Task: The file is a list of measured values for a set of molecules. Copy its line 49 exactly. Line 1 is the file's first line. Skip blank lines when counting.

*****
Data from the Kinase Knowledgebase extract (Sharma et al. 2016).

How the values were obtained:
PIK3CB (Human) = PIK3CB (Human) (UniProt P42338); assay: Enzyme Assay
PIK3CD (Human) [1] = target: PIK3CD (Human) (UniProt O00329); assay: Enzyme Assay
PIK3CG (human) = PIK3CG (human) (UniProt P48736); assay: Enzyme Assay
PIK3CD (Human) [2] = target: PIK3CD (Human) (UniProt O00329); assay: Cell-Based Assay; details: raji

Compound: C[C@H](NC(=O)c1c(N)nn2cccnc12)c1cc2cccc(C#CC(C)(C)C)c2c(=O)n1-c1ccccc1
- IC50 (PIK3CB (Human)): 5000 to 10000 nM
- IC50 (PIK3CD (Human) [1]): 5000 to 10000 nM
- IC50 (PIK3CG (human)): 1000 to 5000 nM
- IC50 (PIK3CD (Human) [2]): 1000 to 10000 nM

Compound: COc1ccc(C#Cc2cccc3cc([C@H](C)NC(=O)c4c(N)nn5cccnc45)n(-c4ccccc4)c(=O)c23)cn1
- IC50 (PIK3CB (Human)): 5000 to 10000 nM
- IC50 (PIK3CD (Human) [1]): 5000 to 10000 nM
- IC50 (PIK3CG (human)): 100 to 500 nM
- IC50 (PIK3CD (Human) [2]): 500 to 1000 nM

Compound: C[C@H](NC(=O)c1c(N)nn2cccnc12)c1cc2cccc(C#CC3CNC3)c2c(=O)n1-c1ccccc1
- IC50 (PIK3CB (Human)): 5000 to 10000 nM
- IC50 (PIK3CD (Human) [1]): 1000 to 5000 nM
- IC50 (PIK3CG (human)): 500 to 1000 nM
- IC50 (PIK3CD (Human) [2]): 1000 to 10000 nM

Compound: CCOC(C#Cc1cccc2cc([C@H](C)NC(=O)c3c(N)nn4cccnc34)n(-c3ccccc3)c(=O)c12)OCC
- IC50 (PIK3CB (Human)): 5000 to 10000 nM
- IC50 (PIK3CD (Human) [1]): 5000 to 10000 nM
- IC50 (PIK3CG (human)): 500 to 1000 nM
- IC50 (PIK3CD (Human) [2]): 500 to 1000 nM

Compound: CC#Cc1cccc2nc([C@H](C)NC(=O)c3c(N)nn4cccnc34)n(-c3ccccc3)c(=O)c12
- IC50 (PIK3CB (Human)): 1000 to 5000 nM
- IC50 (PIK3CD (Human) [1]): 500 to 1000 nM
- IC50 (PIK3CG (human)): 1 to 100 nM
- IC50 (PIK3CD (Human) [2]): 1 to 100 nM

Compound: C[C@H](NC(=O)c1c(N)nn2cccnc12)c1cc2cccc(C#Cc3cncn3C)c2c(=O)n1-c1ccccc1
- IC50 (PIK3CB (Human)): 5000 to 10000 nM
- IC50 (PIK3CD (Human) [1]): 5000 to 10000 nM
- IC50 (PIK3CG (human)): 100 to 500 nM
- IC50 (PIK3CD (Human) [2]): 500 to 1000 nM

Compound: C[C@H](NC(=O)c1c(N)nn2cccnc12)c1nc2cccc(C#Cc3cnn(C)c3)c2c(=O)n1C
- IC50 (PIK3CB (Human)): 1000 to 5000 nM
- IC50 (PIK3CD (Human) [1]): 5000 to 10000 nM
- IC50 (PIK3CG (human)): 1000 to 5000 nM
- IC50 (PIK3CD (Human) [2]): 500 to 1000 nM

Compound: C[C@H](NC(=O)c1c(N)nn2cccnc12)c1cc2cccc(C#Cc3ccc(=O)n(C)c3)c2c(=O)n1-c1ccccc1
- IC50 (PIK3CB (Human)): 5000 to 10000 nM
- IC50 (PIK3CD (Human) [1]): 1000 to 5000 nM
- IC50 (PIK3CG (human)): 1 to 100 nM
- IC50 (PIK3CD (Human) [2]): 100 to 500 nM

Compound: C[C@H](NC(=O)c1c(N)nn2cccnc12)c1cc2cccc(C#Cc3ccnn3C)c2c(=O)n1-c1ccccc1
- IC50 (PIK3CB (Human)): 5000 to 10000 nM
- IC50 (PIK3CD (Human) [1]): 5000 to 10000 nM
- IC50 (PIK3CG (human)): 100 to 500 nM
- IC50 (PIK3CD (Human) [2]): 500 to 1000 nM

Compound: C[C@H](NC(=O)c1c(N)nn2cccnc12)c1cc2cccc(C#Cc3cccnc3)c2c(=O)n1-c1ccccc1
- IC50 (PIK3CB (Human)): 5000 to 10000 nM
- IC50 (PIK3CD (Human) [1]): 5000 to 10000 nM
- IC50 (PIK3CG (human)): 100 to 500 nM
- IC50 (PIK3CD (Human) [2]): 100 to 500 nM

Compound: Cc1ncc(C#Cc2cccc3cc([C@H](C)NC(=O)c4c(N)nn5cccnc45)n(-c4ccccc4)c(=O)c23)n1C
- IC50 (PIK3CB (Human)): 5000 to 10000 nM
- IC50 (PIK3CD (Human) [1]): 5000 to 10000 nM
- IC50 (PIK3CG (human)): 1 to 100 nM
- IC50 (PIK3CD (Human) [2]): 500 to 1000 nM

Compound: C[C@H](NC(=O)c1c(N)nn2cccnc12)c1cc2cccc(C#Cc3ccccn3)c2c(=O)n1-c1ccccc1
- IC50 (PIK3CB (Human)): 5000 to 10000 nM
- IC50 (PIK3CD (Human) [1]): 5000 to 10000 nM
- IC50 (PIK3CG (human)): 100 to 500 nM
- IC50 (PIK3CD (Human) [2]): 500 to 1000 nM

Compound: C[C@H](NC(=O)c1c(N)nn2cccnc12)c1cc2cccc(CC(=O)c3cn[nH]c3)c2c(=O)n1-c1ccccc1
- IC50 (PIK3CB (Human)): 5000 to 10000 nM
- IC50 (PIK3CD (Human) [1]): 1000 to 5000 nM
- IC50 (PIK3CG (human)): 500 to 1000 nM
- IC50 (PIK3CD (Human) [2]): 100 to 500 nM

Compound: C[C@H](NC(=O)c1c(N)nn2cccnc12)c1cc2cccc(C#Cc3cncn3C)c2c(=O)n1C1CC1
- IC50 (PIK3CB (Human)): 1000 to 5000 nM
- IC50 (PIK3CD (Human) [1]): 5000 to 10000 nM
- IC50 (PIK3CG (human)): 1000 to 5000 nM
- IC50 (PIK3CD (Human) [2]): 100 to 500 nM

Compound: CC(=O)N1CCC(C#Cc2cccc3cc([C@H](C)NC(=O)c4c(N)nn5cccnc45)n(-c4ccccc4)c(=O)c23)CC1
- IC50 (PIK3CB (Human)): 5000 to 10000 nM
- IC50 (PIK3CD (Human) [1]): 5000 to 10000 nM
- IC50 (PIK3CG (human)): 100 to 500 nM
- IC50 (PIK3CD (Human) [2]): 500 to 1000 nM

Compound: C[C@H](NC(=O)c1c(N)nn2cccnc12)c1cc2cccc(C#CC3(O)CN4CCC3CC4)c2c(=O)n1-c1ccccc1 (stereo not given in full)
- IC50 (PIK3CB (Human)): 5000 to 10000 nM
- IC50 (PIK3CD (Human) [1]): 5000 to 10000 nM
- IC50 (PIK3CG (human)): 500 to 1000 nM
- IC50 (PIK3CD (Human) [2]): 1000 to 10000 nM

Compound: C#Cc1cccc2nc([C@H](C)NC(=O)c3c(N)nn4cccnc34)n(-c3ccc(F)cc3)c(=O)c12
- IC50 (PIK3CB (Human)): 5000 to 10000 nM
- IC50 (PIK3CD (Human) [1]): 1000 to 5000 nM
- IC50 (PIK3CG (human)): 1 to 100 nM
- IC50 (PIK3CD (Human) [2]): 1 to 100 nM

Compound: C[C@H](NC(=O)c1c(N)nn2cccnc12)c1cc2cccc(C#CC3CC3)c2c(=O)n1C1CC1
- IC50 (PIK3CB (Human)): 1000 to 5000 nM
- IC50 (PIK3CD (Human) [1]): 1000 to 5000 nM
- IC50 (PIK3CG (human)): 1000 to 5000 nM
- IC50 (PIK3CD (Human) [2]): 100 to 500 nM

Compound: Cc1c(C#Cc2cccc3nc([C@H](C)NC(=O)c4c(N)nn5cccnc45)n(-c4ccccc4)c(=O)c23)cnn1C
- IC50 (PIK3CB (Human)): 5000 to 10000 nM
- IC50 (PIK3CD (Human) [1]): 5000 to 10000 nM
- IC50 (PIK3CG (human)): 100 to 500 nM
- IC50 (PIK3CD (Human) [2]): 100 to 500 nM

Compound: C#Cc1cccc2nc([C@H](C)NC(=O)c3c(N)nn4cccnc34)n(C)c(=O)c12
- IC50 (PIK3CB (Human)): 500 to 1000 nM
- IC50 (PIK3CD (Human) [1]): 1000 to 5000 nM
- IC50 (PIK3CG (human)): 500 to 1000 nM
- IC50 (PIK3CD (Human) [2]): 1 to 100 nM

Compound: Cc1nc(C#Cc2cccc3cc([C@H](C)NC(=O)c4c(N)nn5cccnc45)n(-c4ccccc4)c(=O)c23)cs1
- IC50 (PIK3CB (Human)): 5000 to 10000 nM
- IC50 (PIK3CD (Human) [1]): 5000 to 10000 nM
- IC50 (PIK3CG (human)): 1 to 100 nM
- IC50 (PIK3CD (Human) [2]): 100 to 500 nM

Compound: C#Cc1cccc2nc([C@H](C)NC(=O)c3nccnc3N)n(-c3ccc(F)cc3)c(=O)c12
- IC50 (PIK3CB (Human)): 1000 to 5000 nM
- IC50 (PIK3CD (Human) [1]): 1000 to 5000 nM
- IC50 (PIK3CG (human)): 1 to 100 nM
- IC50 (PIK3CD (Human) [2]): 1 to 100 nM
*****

- IC50 (PIK3CD (Human) [1]): 5000 to 10000 nM